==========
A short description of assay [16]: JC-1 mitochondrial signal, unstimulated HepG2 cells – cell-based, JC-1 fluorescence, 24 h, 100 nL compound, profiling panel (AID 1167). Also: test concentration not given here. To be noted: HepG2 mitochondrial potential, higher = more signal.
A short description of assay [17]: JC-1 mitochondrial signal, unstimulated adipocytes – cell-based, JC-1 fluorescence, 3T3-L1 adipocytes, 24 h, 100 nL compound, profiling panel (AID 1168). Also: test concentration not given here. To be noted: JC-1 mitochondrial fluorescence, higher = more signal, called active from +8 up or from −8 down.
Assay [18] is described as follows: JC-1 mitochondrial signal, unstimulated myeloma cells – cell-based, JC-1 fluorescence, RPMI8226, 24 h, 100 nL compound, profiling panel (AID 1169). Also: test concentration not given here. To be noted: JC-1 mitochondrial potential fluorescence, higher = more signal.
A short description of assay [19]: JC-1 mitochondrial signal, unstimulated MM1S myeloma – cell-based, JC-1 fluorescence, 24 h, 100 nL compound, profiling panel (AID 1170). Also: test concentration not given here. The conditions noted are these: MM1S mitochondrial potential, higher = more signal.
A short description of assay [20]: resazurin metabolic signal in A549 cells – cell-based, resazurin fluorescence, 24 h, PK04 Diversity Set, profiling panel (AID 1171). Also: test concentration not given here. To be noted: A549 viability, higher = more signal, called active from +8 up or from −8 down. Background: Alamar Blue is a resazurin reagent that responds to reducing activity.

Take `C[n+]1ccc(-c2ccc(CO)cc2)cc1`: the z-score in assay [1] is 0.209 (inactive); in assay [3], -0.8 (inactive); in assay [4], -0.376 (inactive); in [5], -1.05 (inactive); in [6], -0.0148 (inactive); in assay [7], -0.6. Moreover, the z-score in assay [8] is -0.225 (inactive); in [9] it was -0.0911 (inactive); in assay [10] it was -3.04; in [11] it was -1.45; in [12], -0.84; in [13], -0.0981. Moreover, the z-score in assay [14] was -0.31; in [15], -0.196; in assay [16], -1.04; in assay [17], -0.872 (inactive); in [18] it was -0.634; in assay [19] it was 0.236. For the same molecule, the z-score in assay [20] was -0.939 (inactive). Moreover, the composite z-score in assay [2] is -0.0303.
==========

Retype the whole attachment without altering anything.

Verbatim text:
A short description of assay [16]: JC-1 mitochondrial signal, unstimulated HepG2 cells – cell-based, JC-1 fluorescence, 24 h, 100 nL compound, profiling panel (AID 1167). Also: test concentration not given here. To be noted: HepG2 mitochondrial potential, higher = more signal.
A short description of assay [17]: JC-1 mitochondrial signal, unstimulated adipocytes – cell-based, JC-1 fluorescence, 3T3-L1 adipocytes, 24 h, 100 nL compound, profiling panel (AID 1168). Also: test concentration not given here. To be noted: JC-1 mitochondrial fluorescence, higher = more signal, called active from +8 up or from −8 down.
Assay [18] is described as follows: JC-1 mitochondrial signal, unstimulated myeloma cells – cell-based, JC-1 fluorescence, RPMI8226, 24 h, 100 nL compound, profiling panel (AID 1169). Also: test concentration not given here. To be noted: JC-1 mitochondrial potential fluorescence, higher = more signal.
A short description of assay [19]: JC-1 mitochondrial signal, unstimulated MM1S myeloma – cell-based, JC-1 fluorescence, 24 h, 100 nL compound, profiling panel (AID 1170). Also: test concentration not given here. The conditions noted are these: MM1S mitochondrial potential, higher = more signal.
A short description of assay [20]: resazurin metabolic signal in A549 cells – cell-based, resazurin fluorescence, 24 h, PK04 Diversity Set, profiling panel (AID 1171). Also: test concentration not given here. To be noted: A549 viability, higher = more signal, called active from +8 up or from −8 down. Background: Alamar Blue is a resazurin reagent that responds to reducing activity.

Take `C[n+]1ccc(-c2ccc(CO)cc2)cc1`: the z-score in assay [1] is 0.209 (inactive); in assay [3], -0.8 (inactive); in assay [4], -0.376 (inactive); in [5], -1.05 (inactive); in [6], -0.0148 (inactive); in assay [7], -0.6. Moreover, the z-score in assay [8] is -0.225 (inactive); in [9] it was -0.0911 (inactive); in assay [10] it was -3.04; in [11] it was -1.45; in [12], -0.84; in [13], -0.0981. Moreover, the z-score in assay [14] was -0.31; in [15], -0.196; in assay [16], -1.04; in assay [17], -0.872 (inactive); in [18] it was -0.634; in assay [19] it was 0.236. For the same molecule, the z-score in assay [20] was -0.939 (inactive). Moreover, the composite z-score in assay [2] is -0.0303.